PennyFromTheBlock Active Member

    Oh mtdenise- so sorry you had to find this place, but so glad you did.

    I concur with all written- my difficult child is a boy child who stole from me, my mom, my daughter (his sister, who bent over BACKWARDS to help him when I initially threw my hands up)....lies for no reason most of the time. Night and day indeed.

    "How is difficult child doing"? Oh, you know- he's a blessing. He's finding his way.

    Envy at the success of other peoples kids- ok? how green have I been at times? I tried SO HARD. SO SO HARD. And this is the fruition of my struggle? But you know, it's not about me.

    I was completely done in August of this year. Feels like it's been so much longer. I never realized the drama difficult child brought to my life until he didn't.

    One foot in front of the other- and here's a ((virtual hug)).

    :)
     
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  6. Hope_Floats

    Hope_Floats Member

    My reply to the all-dreaded question is usually, "He's still trying to find himself." Or "He's still trying to decided what to be when he grows up. You know, for some people it just takes longer than others."

    In my community, social gatherings often include a group of mothers sitting around, sometimes literally in a circle, who inadvertently start to play a round of "show and tell", in a way, each sharing what their offspring are up to. They are predominantly of Asian descent, kind of the tiger-mom culture, where the children's accomplishments are seen as even more reflective of the parents than in the western culture. So.....it starts off with the ones in law school, studying medicine, getting advanced engineering degrees.....so JUST when it's almost my turn (it literally goes around the circle in order)....I excuse myself to go get something to drink and stay gone until the conversation has shifted. Avoidance is my friend, lol.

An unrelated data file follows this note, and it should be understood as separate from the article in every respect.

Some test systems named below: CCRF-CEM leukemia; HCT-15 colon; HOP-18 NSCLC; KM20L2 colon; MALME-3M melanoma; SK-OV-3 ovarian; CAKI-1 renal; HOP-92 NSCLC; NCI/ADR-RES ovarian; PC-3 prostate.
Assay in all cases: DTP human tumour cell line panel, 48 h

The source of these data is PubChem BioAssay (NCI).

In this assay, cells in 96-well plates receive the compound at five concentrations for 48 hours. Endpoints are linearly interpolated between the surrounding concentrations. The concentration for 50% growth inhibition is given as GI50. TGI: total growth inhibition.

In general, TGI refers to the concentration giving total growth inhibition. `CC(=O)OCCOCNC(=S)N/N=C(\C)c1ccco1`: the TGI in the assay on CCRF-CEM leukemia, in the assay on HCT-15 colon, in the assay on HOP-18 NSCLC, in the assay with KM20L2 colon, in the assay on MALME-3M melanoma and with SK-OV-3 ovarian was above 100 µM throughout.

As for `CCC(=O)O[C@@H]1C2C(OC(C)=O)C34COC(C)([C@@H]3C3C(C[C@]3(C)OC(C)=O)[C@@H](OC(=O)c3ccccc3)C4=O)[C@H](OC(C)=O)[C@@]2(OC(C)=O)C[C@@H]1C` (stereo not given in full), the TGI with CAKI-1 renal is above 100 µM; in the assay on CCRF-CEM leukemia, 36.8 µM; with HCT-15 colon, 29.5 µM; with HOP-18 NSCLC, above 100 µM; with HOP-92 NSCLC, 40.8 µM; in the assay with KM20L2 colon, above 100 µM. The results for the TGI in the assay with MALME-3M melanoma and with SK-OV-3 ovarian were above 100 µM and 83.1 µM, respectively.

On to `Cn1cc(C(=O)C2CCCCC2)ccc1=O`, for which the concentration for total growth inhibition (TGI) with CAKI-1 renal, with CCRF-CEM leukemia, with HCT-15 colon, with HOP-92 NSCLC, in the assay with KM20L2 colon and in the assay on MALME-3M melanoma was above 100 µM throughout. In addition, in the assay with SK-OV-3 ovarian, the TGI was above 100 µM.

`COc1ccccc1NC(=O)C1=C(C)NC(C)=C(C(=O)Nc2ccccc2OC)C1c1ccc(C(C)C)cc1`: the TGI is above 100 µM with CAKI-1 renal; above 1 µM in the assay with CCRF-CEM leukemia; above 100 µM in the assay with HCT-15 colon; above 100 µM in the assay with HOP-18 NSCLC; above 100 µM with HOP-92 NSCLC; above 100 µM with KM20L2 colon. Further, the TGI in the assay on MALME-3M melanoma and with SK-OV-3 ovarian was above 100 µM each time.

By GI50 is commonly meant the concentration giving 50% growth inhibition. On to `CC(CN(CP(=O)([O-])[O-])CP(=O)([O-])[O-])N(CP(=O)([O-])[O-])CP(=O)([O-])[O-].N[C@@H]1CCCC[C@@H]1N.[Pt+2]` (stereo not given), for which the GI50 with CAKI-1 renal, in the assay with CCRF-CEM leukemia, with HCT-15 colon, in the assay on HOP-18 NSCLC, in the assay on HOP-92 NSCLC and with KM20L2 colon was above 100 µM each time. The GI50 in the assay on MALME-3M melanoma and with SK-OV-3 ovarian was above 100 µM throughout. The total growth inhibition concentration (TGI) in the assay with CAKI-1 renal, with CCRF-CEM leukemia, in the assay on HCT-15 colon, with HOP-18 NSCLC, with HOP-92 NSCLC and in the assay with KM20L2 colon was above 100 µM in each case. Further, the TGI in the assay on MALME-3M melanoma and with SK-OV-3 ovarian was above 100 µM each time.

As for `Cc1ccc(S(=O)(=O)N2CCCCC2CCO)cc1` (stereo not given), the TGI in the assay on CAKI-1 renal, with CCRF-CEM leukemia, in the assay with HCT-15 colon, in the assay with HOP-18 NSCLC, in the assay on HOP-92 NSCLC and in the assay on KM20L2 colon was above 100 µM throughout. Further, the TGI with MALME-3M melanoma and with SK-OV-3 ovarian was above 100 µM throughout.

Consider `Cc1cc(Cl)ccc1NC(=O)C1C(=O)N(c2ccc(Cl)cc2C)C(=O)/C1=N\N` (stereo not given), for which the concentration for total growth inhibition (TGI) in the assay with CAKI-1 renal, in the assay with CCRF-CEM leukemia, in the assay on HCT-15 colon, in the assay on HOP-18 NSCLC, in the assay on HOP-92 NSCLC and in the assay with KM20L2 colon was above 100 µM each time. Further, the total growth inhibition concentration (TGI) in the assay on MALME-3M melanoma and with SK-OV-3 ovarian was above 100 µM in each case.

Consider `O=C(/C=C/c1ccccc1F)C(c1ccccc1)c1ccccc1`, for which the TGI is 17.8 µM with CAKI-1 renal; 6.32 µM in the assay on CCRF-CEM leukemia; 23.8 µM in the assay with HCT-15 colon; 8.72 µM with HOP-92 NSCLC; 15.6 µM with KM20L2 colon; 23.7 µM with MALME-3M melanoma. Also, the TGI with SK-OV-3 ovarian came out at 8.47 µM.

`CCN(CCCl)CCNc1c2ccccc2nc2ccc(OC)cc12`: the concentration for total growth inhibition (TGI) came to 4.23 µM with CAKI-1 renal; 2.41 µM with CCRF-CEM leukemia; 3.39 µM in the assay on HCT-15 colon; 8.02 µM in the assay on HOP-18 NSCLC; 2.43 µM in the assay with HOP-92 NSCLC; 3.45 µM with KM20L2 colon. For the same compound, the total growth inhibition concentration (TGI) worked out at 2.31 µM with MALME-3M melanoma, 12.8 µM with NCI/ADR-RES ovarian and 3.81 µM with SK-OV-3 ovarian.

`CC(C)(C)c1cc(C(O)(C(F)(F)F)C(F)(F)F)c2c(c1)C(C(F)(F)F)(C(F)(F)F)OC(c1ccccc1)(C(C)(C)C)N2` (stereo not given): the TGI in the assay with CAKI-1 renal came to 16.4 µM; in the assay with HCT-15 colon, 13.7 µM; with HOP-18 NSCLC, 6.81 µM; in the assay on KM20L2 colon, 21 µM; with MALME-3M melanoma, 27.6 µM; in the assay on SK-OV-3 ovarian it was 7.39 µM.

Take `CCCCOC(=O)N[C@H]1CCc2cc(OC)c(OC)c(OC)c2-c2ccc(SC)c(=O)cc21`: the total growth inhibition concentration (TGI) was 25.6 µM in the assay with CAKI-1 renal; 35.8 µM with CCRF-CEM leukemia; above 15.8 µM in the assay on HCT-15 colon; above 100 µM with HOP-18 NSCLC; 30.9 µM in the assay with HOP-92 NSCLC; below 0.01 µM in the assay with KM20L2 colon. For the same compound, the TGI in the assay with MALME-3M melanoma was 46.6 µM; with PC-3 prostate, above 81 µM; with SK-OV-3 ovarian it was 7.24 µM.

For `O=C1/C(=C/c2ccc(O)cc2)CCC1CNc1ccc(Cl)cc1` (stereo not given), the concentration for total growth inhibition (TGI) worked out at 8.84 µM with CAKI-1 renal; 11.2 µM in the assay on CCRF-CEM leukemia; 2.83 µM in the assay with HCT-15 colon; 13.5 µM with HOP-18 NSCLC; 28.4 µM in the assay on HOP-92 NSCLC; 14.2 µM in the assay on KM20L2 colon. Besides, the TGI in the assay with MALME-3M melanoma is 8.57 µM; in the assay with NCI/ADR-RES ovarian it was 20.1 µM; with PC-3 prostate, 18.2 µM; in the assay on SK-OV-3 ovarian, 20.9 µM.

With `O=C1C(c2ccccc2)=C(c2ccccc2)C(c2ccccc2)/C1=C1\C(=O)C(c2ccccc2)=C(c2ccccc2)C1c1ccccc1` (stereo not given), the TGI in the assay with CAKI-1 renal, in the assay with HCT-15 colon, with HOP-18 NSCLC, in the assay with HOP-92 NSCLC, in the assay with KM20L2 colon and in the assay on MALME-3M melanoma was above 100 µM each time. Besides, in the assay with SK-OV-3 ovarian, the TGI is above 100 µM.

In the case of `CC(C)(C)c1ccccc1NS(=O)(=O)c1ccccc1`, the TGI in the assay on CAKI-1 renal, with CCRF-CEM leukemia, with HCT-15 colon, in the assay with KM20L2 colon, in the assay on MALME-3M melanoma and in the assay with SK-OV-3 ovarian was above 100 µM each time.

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  7. Childofmine

    Childofmine one day at a time

    Hi and welcome MTDenise.

    Your son's story and my son's story are so similar.

    My difficult child is now 25, it all started (or so it seemed to me) with $60 missing out of my bank account (he had taken my debit card and then put it back), flunking out of college first semester, so many lies, a million second chances from us, me swallowing so many lies in my naivete', kicking him out, on and on.

    You sound like you have a very good head on your shoulders and are moving forward in your own journey.